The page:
ANAHEIM, Calif. — Another Fresh Summit, another handful of amazing general session speakers. It is just that when I get home, I really can’t recall the specific gems of insight and direction they dole out with such ease.
“You would have liked the speaker I heard at PMA,” I told my wife.
“Yeah, what did he say?” she responded. “Um, well, he talked about the Internet, the New York Jets, working in the basement of a liquor store, Twitter and, um, well, you had to be there,” I said.
I should have taken better notes, I guess.
But one of the themes of Fresh Summit at that general session speech and also the state of the industry address by Bryan Silbermann and Cathy Burns is the rapid change of technology and what that means to the industry.
Take smartphones, for example. Right, you already have!
There are literally billions of phones in the world right now, as many phones as people and perhaps more.
And we love them for many reasons.
Using my iPhone to my economic advantage is a source of satisfaction to me. I can look forward to getting a text message from Culver’s Restaurant every single Sunday. When I get an offer for two chicken finger combos for the price of one on my text message, it is a payoff, even if I never use it.
It brings to mind a question: Why couldn’t my local grocer send me a text message when the local sweet corn crop arrives in the store, or when Honeycrisp apples have a hot sale price?
The produce industry has used quick-response codes to help engage the consumer in the produce department, but many are already looking beyond the QR code when it comes to the future of mobile marketing.
Showing that at least some are weary of QR codes, I saw that one website is filled with pictures of QR code “fails.”
Yes, a QR code on the side of a bus or on a sneaker is funny.
In place of the QR code, there is excitement about near field communication, a short range radio technology that allows NFC-enabled tags or stickers to trigger the same smartphone interactions that QR codes do now.
App developers have responded to the expressed need of shoppers to become better equipped to compare prices.
So retailers will certainly find themselves in an even more competitive environment than they are in right now, with consumers able to crowdsource the prices of the competition and use that information so they can get the best price for a similar product.
But retailers also will develop new tools to help them secure customer loyalty, much like that dependable text message I receive every Sunday from Culver’s.
A recent article in The Wall Street Journal said that one goal of the Shopkick app is to turn stores into interactive worlds that are entertaining and rewarding for consumers.
When shoppers are near stores, the app uses smartphones’ location sending abilities to send them product information, coupons and other offers.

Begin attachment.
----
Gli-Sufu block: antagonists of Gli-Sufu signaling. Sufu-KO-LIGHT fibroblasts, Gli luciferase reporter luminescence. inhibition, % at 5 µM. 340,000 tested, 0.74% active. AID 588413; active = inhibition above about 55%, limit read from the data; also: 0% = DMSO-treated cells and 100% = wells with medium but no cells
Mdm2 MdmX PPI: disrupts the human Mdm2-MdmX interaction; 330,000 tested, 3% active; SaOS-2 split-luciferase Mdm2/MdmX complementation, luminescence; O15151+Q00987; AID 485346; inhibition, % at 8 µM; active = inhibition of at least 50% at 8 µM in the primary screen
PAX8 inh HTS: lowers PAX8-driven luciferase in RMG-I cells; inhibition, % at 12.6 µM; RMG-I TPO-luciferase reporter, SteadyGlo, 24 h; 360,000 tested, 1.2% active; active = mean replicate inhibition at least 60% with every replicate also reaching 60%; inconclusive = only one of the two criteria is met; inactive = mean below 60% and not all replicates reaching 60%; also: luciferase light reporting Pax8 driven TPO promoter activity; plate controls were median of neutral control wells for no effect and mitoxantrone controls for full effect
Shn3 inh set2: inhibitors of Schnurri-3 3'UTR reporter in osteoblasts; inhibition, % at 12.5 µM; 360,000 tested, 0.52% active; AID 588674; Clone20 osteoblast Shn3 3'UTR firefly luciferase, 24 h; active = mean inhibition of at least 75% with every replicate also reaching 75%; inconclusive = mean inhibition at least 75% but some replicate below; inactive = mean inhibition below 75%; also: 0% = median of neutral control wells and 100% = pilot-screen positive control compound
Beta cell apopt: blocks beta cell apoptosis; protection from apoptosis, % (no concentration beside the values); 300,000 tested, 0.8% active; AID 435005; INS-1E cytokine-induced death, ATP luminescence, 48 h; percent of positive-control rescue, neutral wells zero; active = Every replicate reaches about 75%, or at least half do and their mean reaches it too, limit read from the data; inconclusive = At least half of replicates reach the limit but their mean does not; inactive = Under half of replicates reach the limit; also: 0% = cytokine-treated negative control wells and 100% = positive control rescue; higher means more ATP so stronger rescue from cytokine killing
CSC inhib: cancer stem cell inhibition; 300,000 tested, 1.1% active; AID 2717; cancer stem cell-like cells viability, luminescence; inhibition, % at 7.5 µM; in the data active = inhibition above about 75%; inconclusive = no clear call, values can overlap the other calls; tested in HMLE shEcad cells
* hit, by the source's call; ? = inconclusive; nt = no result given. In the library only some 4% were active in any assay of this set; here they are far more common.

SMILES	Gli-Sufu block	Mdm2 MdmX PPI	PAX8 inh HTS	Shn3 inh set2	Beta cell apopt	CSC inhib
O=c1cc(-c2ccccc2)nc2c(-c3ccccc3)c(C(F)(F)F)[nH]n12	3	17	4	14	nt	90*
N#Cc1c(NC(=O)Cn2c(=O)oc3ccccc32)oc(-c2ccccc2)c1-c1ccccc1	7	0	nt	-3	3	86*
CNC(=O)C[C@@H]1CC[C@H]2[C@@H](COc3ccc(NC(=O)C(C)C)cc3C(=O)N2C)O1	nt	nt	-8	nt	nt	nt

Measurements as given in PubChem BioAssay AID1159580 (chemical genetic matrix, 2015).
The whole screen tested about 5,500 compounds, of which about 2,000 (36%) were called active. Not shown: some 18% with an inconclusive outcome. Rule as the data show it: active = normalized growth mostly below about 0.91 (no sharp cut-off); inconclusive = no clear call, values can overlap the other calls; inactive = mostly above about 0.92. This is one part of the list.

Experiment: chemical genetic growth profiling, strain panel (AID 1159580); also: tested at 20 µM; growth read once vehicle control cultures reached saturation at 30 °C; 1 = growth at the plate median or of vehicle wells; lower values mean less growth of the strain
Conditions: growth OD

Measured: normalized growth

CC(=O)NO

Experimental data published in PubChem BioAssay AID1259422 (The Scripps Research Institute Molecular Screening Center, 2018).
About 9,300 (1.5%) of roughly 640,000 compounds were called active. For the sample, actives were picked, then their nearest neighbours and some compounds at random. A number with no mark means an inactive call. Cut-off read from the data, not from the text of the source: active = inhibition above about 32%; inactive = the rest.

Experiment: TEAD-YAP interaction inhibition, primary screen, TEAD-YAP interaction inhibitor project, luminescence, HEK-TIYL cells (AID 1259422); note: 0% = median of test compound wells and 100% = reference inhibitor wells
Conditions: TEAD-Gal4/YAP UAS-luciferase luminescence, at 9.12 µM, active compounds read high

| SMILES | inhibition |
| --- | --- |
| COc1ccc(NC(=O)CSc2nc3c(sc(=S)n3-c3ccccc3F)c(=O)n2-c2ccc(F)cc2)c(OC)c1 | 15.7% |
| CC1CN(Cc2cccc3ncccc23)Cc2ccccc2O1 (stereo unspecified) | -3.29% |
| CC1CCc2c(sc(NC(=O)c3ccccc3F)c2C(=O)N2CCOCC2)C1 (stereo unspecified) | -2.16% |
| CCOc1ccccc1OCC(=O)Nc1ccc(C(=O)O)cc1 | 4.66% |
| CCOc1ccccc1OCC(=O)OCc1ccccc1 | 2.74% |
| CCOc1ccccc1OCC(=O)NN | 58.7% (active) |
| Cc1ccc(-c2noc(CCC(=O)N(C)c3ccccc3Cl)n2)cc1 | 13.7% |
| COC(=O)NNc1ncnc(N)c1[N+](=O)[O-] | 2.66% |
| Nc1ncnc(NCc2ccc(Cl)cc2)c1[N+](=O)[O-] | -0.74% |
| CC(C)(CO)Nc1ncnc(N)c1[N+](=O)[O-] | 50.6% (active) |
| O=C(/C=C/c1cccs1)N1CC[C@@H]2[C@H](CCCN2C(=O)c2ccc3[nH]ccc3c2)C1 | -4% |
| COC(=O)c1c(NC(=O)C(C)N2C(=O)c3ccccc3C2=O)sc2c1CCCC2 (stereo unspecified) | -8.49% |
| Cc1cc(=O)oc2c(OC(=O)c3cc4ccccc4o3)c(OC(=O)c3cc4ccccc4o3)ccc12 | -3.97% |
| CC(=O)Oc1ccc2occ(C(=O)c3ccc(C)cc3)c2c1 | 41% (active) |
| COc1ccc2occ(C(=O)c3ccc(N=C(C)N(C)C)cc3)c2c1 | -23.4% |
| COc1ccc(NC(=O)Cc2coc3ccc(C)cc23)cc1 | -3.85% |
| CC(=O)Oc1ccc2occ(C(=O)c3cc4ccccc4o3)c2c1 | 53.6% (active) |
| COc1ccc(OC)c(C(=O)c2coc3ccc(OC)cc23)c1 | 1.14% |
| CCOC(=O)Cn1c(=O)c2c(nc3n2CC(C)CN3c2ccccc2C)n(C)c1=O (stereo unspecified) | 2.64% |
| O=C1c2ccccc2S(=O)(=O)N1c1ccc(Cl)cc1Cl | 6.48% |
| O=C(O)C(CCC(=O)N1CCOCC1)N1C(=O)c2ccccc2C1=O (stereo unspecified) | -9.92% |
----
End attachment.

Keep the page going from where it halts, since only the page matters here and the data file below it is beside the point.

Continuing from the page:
Other apps deliver coupons, recipes, the location of farmers markets and apps from online grocery marketers.
How many smartphone users will employ the apps in stores?
That is a good question, since many of us have downloaded apps we never have time for — the QR code reader, for example!
The common thought — or hope — is that many consumers, for the right deal, will embrace the trade-off of letting go of some of their privacy.
Besides delivering deals, retailers and suppliers are making more information available to consumers about the food they sell, and that information will be accessed at least in part by smartphone technology, I believe.
With the advent of Whole Foods’ “good,” “better” and “best” labeling system for produce and Walmart’s apparent intention to measure input use of growers, it doesn’t seem too far-fetched to think consumers will want to see each supplier score on pest management, water use, farmworker welfare, waste, and so on.
But I’m fairly sure the most transformational use of smartphones will be when consumers use their devices to do more shopping for food online.
Online grocery store sales are projected to range from $80 billion to $123 billion by 2023, according to the firm Brick Meets Click. The growth will be led by the rising popularity of the services in major cities such as New York and San Francisco.
While some estimate online grocery sales at just 3% of total grocery sales by 2018, according Brick Meets Click, online sales of groceries could represent more than 20% of the total grocery market in the fastest growing U.S. markets by 2023, and about 10% in smaller cities.
Researchers say the report said the progress of Amazon Fresh toward wide-scale implementation should be closely watched, since success in that effort will create a significant threat to supermarkets with thin margins. And Wal-Mart is ramping up its online investments.
Wal-Mart Pickup Grocery Service, now tested only in Bentonville, Ark., could also expand in the future. Less than a mile from where I live in suburban Kansas City, a startup online order/pickup grocery business called ZoomIn has set up shop.
Retailers not willing to get steamrolled by online food sales should:
- explore new ways of using the smartphone in selling and engaging consumers;
- pay attention to the behavior of your top customers and watch for erosion of sales from online services;
- allow trial and error marketing at store level; and
- position for online shopping and delivery solutions.
Do all that — and don’t forget to buy the book from that social media/Jets/wine guy who spoke at PMA. You should have been there.
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